Destruction of another order, economic this time, was also the theme of another panel at this year’s Fair on the current crisis in Lebanon. Authors Sophie Brones and Hyam Yared discussed Beirut in Ruins, a description of some of the Lebanese capital’s crumbling buildings, destroyed or partially destroyed during the civil war, and Implosions, a novel featuring Beirut Port Explosions in August 2020, with host Agnès Levallois.
Dialogue: As has become a tradition in the Maghreb des Livres, the discussions did not focus solely on new developments in French in the Arab world. Many guest writers had written books on relations between France and Arab countries, particularly the Maghreb, and these also gave rise to enriching discussions.
This year is the 50th anniversary of the founding of Sindbad, originally an independent publisher, but later acquired by Arles’ largest company Actes sud, which, whether under the Sindbad imprint or that of its more recent owner , has become the most important publisher of modern Arabic literature in translation in France. A panel on the second day of the Fair brought together a number of contributors who shared their memories.
Farouk Mardam-Bey, Editor-in-Chief of Actes Sud de la Fiction Traductione d’Arabe as well as the publisher’s largest collection of non-fiction and other “Arab Worlds”, spoke about the story of imprint as well as the role it played in making Arabic literature better known in France. Before Sindbad’s appearance in the early 1970s, he said, very few works of modern Arabic literature had been translated into French – he mentioned Egyptian writer Taha Hussein’s autobiography Les Jours et le Tawfiq al-Hakim’s novel-memoir Diary of a Country Prosecutor as exceptions – and those that had been presented primarily as works of ethnography.
Sindbad, and particularly its expansion at the hands of Actes Sud, had changed all that, he said, pointing to the appearance of translations of Egyptian Nobel Prize winner Naguib Mahfouz’s novels into French in the 1970s and later from a series of novels by Palestinians, Iraqis, and Lebanese authors. According to other members of the panel, it was the existence of the Actes sud list that first prompted them to become interested in translation.
Translator Khaled Osman, who grew up in France but of Egyptian descent, described sending his first translation, of Mahfouz’s novel The Thief and the Dogs, to Sindbad in the 1990s, for example. The Yemeni writer Habib Abdulrab Sarori, whose novel The Hoopoe Report, translated from Arabic and to be published in October, describes his own introduction to Arabic literature, whether classical or modern, as the fruit of translations published by Actes sud. Books had been hard to come by in his native Yemen, he said, and when he came to France he found reading the translations a good way to learn the language and learn from it. more on Arabic literature.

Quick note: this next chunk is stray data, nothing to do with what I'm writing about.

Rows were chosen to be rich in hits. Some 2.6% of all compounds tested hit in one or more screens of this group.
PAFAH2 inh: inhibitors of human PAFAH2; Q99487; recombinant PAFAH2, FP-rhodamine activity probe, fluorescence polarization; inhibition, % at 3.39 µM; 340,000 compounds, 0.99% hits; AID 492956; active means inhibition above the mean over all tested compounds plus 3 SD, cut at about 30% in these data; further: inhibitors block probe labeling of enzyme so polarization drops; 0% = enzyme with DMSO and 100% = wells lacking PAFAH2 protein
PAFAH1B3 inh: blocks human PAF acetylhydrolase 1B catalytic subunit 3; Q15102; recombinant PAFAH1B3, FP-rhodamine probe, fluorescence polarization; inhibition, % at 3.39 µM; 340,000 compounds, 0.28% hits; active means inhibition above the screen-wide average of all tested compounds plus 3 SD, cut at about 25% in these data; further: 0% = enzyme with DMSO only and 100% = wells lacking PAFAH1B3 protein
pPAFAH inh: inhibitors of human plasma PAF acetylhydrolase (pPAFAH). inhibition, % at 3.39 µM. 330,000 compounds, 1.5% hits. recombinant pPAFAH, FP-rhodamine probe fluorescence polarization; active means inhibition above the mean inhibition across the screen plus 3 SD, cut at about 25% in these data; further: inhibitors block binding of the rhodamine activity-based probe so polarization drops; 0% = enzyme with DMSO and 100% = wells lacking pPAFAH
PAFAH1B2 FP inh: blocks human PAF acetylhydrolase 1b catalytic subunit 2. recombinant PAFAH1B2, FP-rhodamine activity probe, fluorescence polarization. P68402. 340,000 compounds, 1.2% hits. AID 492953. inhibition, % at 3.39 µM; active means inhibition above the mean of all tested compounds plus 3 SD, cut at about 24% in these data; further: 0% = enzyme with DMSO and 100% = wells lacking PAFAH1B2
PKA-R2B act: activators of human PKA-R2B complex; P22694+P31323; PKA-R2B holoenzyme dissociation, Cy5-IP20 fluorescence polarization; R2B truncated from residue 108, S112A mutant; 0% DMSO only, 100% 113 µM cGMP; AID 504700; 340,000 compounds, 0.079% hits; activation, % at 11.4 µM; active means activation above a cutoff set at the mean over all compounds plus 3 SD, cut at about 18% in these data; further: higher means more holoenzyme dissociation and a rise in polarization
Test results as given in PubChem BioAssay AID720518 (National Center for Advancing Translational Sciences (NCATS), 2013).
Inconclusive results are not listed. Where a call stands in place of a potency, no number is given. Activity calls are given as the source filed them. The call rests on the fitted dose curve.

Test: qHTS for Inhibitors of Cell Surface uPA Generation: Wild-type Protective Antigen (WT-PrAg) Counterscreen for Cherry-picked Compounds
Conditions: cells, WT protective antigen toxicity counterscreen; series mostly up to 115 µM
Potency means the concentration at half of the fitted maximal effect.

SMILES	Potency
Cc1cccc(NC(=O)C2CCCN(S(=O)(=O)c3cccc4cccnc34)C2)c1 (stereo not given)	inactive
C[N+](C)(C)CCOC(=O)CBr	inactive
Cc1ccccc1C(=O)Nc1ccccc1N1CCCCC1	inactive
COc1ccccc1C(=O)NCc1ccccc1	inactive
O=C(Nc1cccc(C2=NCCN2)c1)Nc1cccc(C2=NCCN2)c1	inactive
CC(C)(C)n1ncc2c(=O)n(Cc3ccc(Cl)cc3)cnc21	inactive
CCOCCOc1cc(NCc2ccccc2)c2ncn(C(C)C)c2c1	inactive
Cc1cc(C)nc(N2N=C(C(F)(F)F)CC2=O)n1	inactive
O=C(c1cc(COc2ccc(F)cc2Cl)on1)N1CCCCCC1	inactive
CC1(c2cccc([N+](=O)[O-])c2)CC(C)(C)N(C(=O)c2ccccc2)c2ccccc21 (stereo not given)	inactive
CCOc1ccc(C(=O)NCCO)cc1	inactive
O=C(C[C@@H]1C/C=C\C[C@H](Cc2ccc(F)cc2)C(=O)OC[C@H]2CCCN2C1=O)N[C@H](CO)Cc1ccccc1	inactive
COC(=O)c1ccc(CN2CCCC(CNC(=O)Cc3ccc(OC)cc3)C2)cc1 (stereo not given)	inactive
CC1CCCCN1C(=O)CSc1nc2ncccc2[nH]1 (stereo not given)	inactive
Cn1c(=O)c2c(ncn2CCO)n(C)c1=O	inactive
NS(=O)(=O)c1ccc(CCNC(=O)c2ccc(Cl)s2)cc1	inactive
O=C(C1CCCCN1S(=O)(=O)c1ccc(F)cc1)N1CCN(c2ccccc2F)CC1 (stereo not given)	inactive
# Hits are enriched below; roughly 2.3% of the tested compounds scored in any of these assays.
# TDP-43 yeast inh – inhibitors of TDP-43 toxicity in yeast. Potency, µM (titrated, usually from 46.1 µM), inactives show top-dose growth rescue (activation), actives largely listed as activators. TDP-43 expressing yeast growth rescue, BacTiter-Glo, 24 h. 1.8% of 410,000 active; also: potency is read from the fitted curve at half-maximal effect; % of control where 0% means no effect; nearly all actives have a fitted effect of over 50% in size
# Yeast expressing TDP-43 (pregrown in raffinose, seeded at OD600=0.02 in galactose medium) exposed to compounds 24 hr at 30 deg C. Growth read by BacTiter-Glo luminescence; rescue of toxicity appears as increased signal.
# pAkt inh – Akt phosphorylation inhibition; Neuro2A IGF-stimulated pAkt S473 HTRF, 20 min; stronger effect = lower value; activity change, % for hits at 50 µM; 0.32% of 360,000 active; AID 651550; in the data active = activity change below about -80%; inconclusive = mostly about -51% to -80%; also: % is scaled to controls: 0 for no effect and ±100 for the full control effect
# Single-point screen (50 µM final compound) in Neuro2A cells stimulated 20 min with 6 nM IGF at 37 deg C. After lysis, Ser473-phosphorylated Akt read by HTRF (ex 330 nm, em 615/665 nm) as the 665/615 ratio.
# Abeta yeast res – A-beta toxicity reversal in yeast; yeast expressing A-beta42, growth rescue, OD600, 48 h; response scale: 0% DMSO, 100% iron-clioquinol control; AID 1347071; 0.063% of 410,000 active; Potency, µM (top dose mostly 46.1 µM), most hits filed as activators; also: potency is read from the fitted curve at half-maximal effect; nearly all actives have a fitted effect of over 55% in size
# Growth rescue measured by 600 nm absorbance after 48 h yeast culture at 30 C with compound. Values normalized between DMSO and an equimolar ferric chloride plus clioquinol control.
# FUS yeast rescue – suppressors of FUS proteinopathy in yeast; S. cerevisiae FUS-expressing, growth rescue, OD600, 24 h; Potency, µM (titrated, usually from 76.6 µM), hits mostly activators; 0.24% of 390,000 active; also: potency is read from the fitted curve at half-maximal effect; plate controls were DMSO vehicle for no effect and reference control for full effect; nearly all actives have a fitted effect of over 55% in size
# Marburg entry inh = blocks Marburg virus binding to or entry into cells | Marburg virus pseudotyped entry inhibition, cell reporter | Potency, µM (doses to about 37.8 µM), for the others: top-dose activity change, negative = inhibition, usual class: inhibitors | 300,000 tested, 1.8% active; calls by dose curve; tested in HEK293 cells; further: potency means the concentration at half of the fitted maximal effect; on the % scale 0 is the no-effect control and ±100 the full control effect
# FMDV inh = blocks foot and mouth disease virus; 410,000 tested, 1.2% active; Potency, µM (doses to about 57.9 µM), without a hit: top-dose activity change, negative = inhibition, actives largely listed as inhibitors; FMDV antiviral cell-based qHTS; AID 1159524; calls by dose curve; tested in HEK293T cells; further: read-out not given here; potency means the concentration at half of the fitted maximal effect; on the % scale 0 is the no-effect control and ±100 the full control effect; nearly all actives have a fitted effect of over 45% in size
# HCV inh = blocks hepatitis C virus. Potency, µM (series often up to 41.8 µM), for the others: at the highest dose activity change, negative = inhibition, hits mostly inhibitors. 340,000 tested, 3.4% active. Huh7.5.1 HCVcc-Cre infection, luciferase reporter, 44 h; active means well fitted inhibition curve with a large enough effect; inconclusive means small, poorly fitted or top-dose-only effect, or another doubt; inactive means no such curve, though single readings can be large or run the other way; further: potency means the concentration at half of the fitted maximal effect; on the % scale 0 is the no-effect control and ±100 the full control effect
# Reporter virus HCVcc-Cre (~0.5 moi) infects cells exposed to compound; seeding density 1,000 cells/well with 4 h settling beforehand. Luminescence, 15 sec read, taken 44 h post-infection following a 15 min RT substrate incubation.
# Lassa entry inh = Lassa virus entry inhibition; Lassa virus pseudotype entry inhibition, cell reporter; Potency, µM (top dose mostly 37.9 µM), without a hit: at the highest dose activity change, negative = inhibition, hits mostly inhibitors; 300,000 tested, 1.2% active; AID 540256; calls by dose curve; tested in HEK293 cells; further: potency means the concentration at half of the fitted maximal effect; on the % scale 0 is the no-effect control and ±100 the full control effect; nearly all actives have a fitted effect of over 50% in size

All the panelists described their pleasure in reading the translations of Actes sud, the publisher continuing the tradition of fine printing and quality binding initiated by Sindbad. France must be the only country in the world where modern Arabic literature appears in luxury editions, commented Mardam-Bey, and it is interesting to compare this situation with parallels in the United Kingdom, where the first translations were published. in inexpensive editions by an educational publisher, Heinemann, and in the United States, where they are published by university presses.
Could it be concluded that modern Arabic literature in translation has a small but affluent audience in France, was originally available mainly for use in schools in the UK, and is produced mainly or entirely for university study in the United States? -United ? This perhaps says more about these respective countries and their publishing industries than it does about modern Arabic literature.
Finally, this year’s Maghreb des Livres presented many of the strengths and weaknesses of previous editions. On the one hand, it was an opportunity, eagerly seized by the attentive audience of the Salon, to take stock of this year’s crop of French-language works on the Maghreb countries and the Arab world in the broad sense. Most of them were available for purchase and many of their authors visited the Fair either to speak at a panel, answer interview questions or sign copies.
In addition to the titles cited above, Here we drowned the Algerians by Fabrice Riceputi, the story of the assassination by the French police of 200 to 300 Algerians in Paris in 1961, Algeria 1962, a popular history by Malika Rahal, a reconstruction of life in Algeria the year of independence, and Farid Alilat’s award-winning biography of former Algerian President Abdel-Aziz Bouteflika, were all honored.
However, there was little or no representation from the region at the Fair, whether from the Maghreb or the Mashreq countries. Speakers on a panel on “dialogue through books across the Mediterranean” suggested some of the possible reasons for this, including the small number of publishers publishing in French even in Maghreb countries where French remains a important literary language, the small size and limited means of those that exist, and the problems of distribution and translation.
This year’s Maghreb visitors to Books will come away with a good idea of what French readers are reading about Maghreb countries. They will have much less idea, or no idea at all, of what Maghreb readers reading in French (or Arabic) are reading.
Maghreb-Orient des Livres, Paris, 13-15 May
*A version of this article appeared in the July 28, 2022 edition of Al-Ahram Weekly.